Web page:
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What NOT to Do When Discovering an Employee Is Stealing

Certainly you want your money back, but if you go about getting it the wrong way, you could be facing felony charges of your own.

You’ve just discovered that an employee has been stealing cash and you want every cent back. To recover that money, several options are available, but one could get you in big trouble. We’ll tell you what it is in a moment, but first meet “Jill,” who runs her own résumé-writing service in a Northern California university town.

“Most of our clients are about to graduate and need a reasonably priced, attention-getting résumé. Our $75 ‘Builder’ package lets them complete a questionnaire, select a style, and walk out with a CD Rom or flash drive containing a one-page résumé , cover and thank you letters, all that is needed for entry-level job applications,” she explained.

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“We are cash only. Seeing hundreds of dollars pass through her hands was too great a temptation for ‘Taylor,’ who worked for us about two years and comes from a prominent family that can trace its roots to the founding of the university.

“CCTV security video shows Taylor repeatedly stuffing customers’ cash into her purse, and our data reveals no accounting entry for dozens of résumés which were created during a one-month time frame when she was the only person working. The loss comes to $3,500.

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“She lives with her parents and I want to send her and them a letter, along with a CD rom video clip, giving an opportunity to repay the loss or I will go to the police. My boyfriend reads your column and felt it best to ask you before doing anything.”

Where common sense collides with the law

We ran our reader’s question by Jane and Riley Parker, both California licensed private investigators. “If Jill sends that letter,” Jane warns, “she opens herself up to being charged with blackmail, or extortion as it is sometimes called, which is a felony.”

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“Blackmail?” you are probably thinking, “Isn’t blackmail like threatening to expose someone’s affair unless they pay up? Jill is just giving the girl or her family a chance to make it right before going to the police. That’s fair, it’s the right thing to do, and it’s just plain common sense, so how could it be blackmail?”

“Yes,” Riley agrees, “You would think that it is common sense, but in this instance, common sense and the law collide. It is the first thing private investigators warn clients not to do when employee theft is discovered,” adding, “They are usually frustrated and find this to be counter-intuitive, until we read them the legal definition of blackmail.”

All states define blackmail and extortion just about the same way. In California, Penal Code section 518 makes it illegal to use force or threats to compel someone to give you money or other property. This includes threats to accuse the targeted person of a crime, to reveal a secret or to expose the person to embarrassment.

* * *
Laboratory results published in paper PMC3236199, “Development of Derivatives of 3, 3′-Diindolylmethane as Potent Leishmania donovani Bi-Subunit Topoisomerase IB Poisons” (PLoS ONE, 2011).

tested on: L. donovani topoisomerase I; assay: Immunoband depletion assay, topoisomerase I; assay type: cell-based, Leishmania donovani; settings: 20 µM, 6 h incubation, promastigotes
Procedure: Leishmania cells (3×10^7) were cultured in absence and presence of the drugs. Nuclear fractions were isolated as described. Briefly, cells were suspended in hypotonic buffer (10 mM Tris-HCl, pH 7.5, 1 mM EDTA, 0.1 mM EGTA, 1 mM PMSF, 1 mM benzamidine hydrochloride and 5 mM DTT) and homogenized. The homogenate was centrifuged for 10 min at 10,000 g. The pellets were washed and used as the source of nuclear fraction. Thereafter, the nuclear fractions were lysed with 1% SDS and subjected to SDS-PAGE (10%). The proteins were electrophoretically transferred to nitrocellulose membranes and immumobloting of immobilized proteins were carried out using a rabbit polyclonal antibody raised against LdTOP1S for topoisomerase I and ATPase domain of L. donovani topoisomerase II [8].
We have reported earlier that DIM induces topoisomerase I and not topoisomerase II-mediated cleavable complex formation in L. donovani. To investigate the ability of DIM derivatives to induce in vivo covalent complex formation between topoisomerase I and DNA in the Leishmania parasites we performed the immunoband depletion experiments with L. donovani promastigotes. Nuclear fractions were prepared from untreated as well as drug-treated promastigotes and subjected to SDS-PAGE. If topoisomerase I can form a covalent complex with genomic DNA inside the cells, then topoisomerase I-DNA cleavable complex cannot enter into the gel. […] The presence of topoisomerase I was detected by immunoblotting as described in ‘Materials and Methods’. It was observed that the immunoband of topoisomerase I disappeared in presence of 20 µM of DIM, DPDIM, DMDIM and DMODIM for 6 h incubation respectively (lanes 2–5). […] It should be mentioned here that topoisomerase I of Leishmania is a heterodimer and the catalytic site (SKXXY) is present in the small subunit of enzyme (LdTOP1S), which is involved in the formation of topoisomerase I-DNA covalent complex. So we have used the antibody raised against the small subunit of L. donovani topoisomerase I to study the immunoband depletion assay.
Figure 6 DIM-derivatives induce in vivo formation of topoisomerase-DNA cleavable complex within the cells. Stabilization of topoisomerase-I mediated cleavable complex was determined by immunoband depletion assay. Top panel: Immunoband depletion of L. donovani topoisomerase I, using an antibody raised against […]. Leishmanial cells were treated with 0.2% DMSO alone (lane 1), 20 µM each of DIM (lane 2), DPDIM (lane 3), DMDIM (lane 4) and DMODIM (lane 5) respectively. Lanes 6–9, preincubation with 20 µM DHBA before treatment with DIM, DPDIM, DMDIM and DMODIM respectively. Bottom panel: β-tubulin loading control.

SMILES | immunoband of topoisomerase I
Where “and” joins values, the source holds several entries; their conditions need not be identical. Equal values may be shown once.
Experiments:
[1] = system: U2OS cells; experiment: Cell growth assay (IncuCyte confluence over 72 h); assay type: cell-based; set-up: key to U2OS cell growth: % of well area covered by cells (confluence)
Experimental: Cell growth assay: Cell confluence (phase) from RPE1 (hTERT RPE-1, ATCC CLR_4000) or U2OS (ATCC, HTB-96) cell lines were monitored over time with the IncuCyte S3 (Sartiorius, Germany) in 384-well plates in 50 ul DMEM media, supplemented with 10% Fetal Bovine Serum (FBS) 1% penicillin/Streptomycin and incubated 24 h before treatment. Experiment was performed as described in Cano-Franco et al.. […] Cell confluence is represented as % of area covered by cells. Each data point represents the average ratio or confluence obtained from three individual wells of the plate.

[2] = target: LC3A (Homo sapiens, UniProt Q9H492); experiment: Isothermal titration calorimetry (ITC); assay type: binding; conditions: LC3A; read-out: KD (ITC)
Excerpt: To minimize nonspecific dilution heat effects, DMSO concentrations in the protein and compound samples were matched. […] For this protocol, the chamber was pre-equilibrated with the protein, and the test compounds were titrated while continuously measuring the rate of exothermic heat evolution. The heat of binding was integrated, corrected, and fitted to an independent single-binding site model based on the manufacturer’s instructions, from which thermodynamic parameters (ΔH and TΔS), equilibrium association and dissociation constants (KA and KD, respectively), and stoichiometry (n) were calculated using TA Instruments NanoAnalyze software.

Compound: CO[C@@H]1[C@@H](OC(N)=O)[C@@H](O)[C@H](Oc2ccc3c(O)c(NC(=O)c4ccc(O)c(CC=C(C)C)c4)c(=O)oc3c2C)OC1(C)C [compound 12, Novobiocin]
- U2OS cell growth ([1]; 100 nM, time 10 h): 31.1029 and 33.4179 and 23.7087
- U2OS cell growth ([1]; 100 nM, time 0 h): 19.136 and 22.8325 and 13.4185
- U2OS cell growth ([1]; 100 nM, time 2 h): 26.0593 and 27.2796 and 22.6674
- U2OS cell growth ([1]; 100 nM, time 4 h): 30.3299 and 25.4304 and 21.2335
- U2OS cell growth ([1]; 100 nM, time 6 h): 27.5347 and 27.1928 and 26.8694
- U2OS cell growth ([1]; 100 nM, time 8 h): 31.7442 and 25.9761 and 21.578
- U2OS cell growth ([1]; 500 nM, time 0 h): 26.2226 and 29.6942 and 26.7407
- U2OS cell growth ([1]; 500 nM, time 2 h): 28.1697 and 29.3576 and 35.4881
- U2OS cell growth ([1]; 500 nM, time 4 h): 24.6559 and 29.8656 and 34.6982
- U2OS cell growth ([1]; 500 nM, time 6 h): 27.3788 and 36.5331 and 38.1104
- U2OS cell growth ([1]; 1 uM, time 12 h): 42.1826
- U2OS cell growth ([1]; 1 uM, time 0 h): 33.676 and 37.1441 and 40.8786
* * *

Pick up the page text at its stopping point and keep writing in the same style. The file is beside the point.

Go to the police - Just don’t threaten to unless paid

So, Jill can go to the police and request that criminal charges are filed against Taylor, but she cannot use that as leverage to get the embezzler to cough up the $3,500. Think of this another way; you have the legal right to do something, but can’t threaten to do it unless your money or property is returned.

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Let’s say that Jill wants to give Taylor a chance to make things right. What could she — or better yet, her lawyer — state in such a letter to Taylor and not get in trouble?

“In our experience, we’ve found that an embezzling employee isn’t going to be motivated by a phone call or letter from the employer. Instead, an attorney’s letter advising of legal consequences should the money not be repaid bring this to a higher level in the crook’s mind and is always worth the small expense,” the Parkers strongly maintain.

Be careful whom you tell

A moment ago you just read the words, “in a letter to Taylor.” We did not say, “To Taylor and her family.” Why?

“Dennis, you do not want to be the victim of embezzlement and then sued by the former employee for defamation, but we have seen this happen far too often. What if the employer is wrong? What if there is a reasonable explanation for what looked like theft?

“Do not contact family, friends and neighbors. Unless instructed by your attorney, you should not discuss your investigation with other employees as you might not know their relationship. And whatever you do, don’t offer special favors to co-workers if they will snitch on the suspected embezzler.

“We have seen employers who sought to crush a former employee instead be forced to pay fortunes to defend themselves. Some battles are not worth fighting,” Jane and Riley Parker concluded.

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About the Author

H. Dennis Beaver, Esq.

Attorney at Law, Author of "You and the Law"

After attending Loyola University School of Law, H. Dennis Beaver joined California's Kern County District Attorney's Office, where he established a Consumer Fraud section. He is in the general practice of law and writes a syndicated newspaper column, "You and the Law." Through his column he offers readers in need of down-to-earth advice his help free of charge.
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